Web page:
I’m pretty sure that the specimens I have pictures of here are at least two species (one flying, one non-flying), maybe three (the two with non-functional wings have different body/wing length ratios, but this could either be because they are different species, or because this is the normal range of variation for one species. Maybe one is male and the other female). There is probably a bit of advantage for the non-flying forms, they seemed more active and more numerous than the winged form. Insects evidently have to warm up their flight muscles to quite a high temperature before they can fly, so forms that spend a lot of time in cold conditions probably don’t get a lot of benefit from the wings. The non-flying forms can therefore spend a lot more time mating and laying eggs, and less time sitting around sunning themselves to get warm enough to make their wings work.

[1] That didn’t last. Less than a week later, we got a blizzard that dumped about a foot of snow on us. Will winter never end?

[2] It hadn’t. The boardwalks still had over a foot of kind of slushy snow on them, so we just went down to the pedestrial/bicycle/snowmobile bridge to watch the water rush underneath.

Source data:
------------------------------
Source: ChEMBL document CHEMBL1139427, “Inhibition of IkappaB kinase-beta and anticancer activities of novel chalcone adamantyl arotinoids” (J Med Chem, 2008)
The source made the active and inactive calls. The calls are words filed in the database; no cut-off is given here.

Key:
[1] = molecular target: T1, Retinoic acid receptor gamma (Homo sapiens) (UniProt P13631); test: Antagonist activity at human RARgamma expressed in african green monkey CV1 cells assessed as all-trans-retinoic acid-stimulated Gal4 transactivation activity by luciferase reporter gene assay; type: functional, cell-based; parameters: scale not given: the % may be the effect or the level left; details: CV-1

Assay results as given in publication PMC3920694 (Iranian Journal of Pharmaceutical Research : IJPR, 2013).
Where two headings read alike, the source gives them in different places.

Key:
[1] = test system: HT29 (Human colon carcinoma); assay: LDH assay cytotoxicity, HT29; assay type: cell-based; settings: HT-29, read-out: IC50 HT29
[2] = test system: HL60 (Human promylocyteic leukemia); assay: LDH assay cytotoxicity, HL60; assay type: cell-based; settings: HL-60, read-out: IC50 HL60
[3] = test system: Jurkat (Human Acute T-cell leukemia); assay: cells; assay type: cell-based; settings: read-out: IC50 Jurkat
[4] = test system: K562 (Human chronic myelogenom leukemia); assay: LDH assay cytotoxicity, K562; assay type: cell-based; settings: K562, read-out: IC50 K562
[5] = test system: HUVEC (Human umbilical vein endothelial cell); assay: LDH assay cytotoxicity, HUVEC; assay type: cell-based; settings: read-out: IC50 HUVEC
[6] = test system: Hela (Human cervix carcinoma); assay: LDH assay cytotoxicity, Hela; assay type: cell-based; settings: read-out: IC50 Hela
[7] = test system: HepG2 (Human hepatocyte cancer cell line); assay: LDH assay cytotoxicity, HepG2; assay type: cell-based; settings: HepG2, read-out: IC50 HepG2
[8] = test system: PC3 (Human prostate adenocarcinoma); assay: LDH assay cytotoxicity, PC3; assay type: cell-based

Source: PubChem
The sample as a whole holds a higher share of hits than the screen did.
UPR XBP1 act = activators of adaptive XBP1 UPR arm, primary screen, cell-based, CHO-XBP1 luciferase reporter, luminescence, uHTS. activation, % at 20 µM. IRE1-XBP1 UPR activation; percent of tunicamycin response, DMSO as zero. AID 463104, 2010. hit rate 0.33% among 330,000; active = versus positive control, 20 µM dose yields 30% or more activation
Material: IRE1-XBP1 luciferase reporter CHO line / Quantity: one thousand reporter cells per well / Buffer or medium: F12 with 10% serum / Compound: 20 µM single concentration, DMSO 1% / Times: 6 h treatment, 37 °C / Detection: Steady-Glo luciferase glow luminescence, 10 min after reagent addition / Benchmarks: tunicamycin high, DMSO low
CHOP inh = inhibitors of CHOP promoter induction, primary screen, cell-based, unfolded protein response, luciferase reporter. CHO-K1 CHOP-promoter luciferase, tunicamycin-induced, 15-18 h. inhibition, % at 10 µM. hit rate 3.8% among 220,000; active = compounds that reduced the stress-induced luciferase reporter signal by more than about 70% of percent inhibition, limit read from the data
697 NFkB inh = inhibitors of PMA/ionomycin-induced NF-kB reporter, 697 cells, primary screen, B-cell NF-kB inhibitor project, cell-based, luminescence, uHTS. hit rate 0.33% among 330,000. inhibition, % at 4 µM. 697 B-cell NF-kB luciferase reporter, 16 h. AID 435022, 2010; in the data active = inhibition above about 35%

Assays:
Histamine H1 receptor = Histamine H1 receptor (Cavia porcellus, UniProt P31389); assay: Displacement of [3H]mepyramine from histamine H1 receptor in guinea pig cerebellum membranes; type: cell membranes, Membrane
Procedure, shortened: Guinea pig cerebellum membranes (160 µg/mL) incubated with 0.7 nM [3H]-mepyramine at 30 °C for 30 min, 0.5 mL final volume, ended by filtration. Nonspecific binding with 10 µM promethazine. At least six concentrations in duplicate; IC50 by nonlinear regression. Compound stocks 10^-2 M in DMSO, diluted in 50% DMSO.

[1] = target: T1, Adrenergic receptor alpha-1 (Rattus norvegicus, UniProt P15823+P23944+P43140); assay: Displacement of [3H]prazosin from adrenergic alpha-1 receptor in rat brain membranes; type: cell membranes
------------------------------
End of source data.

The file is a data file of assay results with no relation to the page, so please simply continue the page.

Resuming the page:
[3] OK, this is another set that bends the rules a bit. They weren’t captured on the property, but I would not be at all surprised to find them here, since they could easily live in the same little stream that the gammarus and the caddisflies live in.

[4] All of these were really hard to photograph, because they have the standard problem of all the cold-tolerant species: once they get into a warm house, they overheat and go into a sort of frantic overdrive mode where they scurry, scurry, scurry and refuse to sit still for anything. For the large winged one, I ultimately ended up putting some snow with it in the petri dish and putting a glass cover slip over it to keep it from escaping. For the smaller ones, I made an insert out of plastic[5] to hold the cover slip in place and sealed, and then refrigerated the whole works so that they’d be properly cooled.